FIRST QUARTER: With 2:30 remaining, the Cowboys (trailing 14-7) faced a fourth-and-1 from their own 47-yard line and successfully converted on an Elliott run that bounced outside the tackles.
Another fourth-and-short, another Elliott run call. With offensive lineman Connor McGovern lined up as a fullback, Elliott took the handoff and cut sharply to the left edge to pick up 3 yards and earn a new set of downs. We had that play as a 5.7 percent decision in favor of going for it.
SECOND QUARTER: With 1:32 remaining and the Cowboys (trailing 14-10) facing a fourth-and-goal from the Patriots' 1-yard line, Dak Prescott fumbles prior to crossing the goal line on a QB sneak attempt.
After failing to score on three previous tries from the 1-yard line, McCarthy once again opted to go for it. Our model strongly supported this decision, with a 10.4 percentage-point difference in win probability value. Although the decision meshed with the analytics, the failed attempt did result in a loss of 24 percentage points in expected win probability value.
FOURTH QUARTER: With 2:47 remaining and the Cowboys (trailing 21-20) facing a fourth-and-2 from the Patriots' 33-yard line, Dallas’ Greg Zuerlein misses a 51-yard field-goal attempt.
McCarthy's fourth-down aggressiveness hit an abrupt wall as the game reached its final moments. Per the NGS Decision Guide, going for it here would've yielded 4.6 percentage points in win probability value. Part of the model’s recommendation accounted for the conversion probabilities of going for it (59%) versus kicking a field goal (55%). Furthermore, Dallas’ win probability would have increased to 70 percent with a successful conversion. A conversion also would have allowed Dallas to burn more clock to set up a potential game-winning field goal with significantly less time remaining.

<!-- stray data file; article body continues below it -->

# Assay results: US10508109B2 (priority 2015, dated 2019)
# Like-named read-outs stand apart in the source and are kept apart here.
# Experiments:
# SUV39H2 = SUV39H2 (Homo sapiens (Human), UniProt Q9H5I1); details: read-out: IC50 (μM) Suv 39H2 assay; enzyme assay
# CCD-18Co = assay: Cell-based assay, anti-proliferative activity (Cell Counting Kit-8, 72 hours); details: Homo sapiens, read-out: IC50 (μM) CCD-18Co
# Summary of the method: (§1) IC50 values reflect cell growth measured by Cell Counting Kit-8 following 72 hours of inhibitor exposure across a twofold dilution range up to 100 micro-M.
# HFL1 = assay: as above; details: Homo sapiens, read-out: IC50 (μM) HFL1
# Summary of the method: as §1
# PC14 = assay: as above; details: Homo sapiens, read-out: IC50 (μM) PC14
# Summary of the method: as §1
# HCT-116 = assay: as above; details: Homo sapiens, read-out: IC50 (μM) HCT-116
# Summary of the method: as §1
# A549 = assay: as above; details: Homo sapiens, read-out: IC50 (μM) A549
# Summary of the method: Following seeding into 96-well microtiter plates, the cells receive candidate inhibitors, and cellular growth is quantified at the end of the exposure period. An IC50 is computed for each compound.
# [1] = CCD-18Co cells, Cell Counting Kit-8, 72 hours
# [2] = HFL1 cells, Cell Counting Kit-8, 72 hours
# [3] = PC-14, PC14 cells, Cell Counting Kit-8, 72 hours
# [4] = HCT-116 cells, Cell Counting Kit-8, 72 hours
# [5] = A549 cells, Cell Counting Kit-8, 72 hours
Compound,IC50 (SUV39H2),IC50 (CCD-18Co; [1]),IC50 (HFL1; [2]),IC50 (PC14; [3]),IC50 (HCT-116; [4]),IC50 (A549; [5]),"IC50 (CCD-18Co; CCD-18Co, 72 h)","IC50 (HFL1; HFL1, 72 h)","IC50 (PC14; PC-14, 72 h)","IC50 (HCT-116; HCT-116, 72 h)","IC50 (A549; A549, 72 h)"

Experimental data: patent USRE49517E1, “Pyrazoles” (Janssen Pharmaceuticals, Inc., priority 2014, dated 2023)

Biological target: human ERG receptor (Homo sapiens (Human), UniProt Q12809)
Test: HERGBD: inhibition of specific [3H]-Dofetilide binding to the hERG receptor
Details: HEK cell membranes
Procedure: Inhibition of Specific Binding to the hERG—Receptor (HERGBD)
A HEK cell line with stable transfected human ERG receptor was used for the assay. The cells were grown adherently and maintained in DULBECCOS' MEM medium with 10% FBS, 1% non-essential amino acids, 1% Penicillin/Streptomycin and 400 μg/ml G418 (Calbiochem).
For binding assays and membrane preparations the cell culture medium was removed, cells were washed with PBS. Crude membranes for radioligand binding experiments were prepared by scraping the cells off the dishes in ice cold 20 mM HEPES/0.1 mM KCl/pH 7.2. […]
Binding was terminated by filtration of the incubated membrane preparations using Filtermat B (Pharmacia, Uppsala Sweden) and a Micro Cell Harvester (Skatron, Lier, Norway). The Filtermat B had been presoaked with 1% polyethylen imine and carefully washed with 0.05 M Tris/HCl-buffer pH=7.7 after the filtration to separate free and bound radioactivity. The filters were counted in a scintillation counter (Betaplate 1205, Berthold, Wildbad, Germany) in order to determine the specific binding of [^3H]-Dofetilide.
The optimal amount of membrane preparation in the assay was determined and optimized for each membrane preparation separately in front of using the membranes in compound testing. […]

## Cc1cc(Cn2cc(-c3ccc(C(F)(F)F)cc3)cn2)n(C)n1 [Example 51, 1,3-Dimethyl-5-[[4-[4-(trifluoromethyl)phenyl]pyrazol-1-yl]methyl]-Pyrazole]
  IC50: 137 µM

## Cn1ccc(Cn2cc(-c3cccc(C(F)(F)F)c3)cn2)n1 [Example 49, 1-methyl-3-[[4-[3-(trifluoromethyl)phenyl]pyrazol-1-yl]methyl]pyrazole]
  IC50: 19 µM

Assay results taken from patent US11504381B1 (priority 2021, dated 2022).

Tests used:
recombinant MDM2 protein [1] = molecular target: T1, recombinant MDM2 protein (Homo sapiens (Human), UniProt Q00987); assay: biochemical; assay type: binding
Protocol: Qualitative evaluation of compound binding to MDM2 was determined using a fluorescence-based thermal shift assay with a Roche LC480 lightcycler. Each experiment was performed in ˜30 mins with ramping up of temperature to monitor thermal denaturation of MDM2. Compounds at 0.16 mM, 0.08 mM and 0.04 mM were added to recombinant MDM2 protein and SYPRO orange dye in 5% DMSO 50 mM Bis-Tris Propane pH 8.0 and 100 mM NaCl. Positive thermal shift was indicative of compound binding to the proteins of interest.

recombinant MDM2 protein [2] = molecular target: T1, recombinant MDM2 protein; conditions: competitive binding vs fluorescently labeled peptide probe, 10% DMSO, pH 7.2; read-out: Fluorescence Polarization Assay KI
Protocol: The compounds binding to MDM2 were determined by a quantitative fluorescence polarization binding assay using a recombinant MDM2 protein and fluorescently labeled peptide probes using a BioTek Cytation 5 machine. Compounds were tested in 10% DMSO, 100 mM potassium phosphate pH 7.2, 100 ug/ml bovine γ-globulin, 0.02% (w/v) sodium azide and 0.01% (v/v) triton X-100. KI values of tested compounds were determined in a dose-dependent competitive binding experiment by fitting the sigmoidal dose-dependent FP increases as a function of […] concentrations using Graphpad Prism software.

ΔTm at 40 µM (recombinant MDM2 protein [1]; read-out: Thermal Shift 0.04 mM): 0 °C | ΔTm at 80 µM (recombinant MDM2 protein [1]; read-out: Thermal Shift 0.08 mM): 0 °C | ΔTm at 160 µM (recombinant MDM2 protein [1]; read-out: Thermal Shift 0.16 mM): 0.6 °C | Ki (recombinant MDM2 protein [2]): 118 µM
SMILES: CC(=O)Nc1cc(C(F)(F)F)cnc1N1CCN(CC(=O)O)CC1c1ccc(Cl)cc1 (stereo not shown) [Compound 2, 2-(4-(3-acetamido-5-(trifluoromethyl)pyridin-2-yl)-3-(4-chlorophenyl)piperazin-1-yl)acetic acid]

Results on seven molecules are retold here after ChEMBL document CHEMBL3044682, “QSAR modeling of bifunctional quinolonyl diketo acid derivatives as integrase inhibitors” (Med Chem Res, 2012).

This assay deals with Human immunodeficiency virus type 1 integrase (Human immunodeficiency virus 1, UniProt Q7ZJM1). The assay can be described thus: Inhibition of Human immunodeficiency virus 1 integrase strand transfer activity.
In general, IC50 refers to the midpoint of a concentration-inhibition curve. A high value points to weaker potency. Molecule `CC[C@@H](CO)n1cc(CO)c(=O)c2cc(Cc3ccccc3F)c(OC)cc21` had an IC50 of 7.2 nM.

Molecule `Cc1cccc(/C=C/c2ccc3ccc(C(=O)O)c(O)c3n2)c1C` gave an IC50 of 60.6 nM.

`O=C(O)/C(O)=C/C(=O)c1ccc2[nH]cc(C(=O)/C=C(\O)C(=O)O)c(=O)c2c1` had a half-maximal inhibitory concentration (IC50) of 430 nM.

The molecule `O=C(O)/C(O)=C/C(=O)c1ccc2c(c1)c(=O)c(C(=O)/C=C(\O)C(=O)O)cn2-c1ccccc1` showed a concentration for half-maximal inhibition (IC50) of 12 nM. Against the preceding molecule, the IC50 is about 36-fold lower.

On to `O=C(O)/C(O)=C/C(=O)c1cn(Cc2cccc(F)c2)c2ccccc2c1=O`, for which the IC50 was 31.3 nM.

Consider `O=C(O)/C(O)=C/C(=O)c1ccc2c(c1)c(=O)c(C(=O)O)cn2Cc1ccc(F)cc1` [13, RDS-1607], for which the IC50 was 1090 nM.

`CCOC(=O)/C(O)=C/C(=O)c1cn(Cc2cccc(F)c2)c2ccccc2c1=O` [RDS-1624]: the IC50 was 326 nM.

FOURTH QUARTER: With 24 seconds remaining and the Cowboys (trailing 29-26) facing a fourth-and-1 from the Patriots' 31-yard line, Zuerlein makes a 49-yard field goal.
Let's ignore the fact that McCarthy oddly called one of his two remaining timeouts to kick a field goal with 24 seconds left instead of letting the clock wind down to sub-5 seconds first. Given the situation, and the timeout, the optimal call was to go for it by 16 percentage points of win probability value.
The NGS Decision Guide estimates the Cowboys had a 74 percent probability of converting the fourth-and-1, compared to a 62 percent probability of making the 49-yard field-goal try. Ultimately, Zuerlein effectively sent the game into overtime, though it was still a risky decision, given that the guide pegged a make as giving the Cowboys -- with one timeout left -- a 58 percent chance (roughly the chances of winning in overtime) to win. If the Cowboys had converted on the fourth-and-1, however, they would have been able to either take their chances at the end zone or try a closer, more high-percentage field goal.
Eagles stick with aggressive 2-point approach
Trying to come back from a 14-point deficit late in the fourth quarter, most teams will kick the extra point upon scoring a touchdown, in an attempt to play for overtime. Facing that situation on Thursday night, however, Eagles head coach Nick Sirianni showed his continued faith in a strategy pioneered by his predecessor, Doug Pederson:
At this point in the game, the Eagles faced long odds to pull off a comeback. After scoring the touchdown, our win probability model had their chances of winning at 8 percent. Regardless of whether they decided to kick the extra point or try for 2, the Eagles still would have had to make a stop and score another touchdown to even have a chance. Let us not forget: The Eagles were heavy underdogs. If the game had gone to overtime, their chances of winning would have been less than 50 percent.
While the NGS Decision Guide found the difference in expected win probability between kicking the extra point and going for 2 to be virtually nil, the context of the game supported going for 2, which came with a probability of success of 56 percent. Having converted for 2, Philly would have been able to take the lead with a made extra point after scoring another touchdown, presuming the defense could get a stop -- this was the team's best path to winning in regulation. Even if the offense had failed the 2-point try, the Eagles would still have another opportunity to tie via another 2-point attempt following a second touchdown.
Notably, the Eagles have now accounted for two of the three go-for-2-when-down-8 decisions made this season, and five of the 14 dating back to 2017.